When I wrote my first book I started the story in the obvious place – the beginning. But as critique partners and editors began reading it the opinion was the same – I had started in the wrong place. It was then that I learned an important lesson. Where you choose to start a novel is very important. It doesn’t necessarily have to start at the beginning of the story – and in most cases it’s probably better if it doesn’t. A novel needs to open in a way that pulls you in.
So I started reading authors who I believe do this well and I attempted to emulate them. One author who does an amazing job of grabbing you on the first page and never letting go is Jodi Picoult. And she almost never starts a story at the beginning. Some of her books start at the end and work their way backwards. Some start in the middle. Some weave in between past and present.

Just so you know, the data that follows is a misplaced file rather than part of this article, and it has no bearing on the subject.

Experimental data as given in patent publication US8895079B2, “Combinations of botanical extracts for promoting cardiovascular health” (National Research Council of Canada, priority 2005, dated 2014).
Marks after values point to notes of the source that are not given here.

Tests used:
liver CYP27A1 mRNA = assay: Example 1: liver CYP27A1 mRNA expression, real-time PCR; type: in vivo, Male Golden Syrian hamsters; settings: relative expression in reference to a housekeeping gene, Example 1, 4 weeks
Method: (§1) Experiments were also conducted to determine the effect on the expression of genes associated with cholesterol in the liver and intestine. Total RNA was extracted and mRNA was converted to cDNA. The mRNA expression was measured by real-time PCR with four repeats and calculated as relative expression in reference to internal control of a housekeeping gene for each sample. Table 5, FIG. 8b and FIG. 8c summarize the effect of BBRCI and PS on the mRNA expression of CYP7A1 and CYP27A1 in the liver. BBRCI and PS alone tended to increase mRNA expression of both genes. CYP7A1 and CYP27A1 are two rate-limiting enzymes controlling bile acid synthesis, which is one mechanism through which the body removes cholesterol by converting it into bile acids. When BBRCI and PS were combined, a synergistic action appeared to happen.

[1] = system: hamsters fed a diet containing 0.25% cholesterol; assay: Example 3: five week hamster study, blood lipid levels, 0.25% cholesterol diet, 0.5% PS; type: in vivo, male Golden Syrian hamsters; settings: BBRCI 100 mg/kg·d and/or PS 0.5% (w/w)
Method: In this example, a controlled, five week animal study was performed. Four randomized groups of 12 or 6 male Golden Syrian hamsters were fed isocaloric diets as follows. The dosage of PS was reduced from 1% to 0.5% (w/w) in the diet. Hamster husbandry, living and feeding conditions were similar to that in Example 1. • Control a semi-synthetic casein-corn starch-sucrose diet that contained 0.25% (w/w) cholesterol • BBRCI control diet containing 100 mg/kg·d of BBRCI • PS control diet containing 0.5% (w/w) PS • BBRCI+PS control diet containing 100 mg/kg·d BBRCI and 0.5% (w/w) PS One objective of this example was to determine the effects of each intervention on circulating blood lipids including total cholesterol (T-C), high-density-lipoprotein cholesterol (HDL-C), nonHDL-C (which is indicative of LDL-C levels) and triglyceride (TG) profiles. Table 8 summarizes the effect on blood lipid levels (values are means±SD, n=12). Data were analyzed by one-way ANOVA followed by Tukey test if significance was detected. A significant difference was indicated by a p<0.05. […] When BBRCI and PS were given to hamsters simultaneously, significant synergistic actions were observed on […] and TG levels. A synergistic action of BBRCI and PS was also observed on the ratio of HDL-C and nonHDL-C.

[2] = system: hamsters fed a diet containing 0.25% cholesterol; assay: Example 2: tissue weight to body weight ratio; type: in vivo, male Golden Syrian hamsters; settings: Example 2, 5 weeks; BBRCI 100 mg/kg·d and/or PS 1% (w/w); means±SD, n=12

So now I agonize over the first chapter of my books. It sometimes takes me weeks to finish the first chapter. I mull over where to start my novel for days and weeks before my fingers hit the keyboard.
“Engraved” opens with a scene that actually happens toward the end of the “story.” Then in Chapter Two we find ourselves going back several years. The remainder of the book vascillates between the present and past, acting as brush strokes to paint the complete picture.
In the novel I am currently writing (working title: The American Dream) I open with a scene which takes place in exactly the middle of the story. In chapter two we go back several years and in the middle of the book we’ll find ourselves back to our original scene and work our way forward.
I’m still learning and am certainly no Jodi Picoult, but I’m working on it…..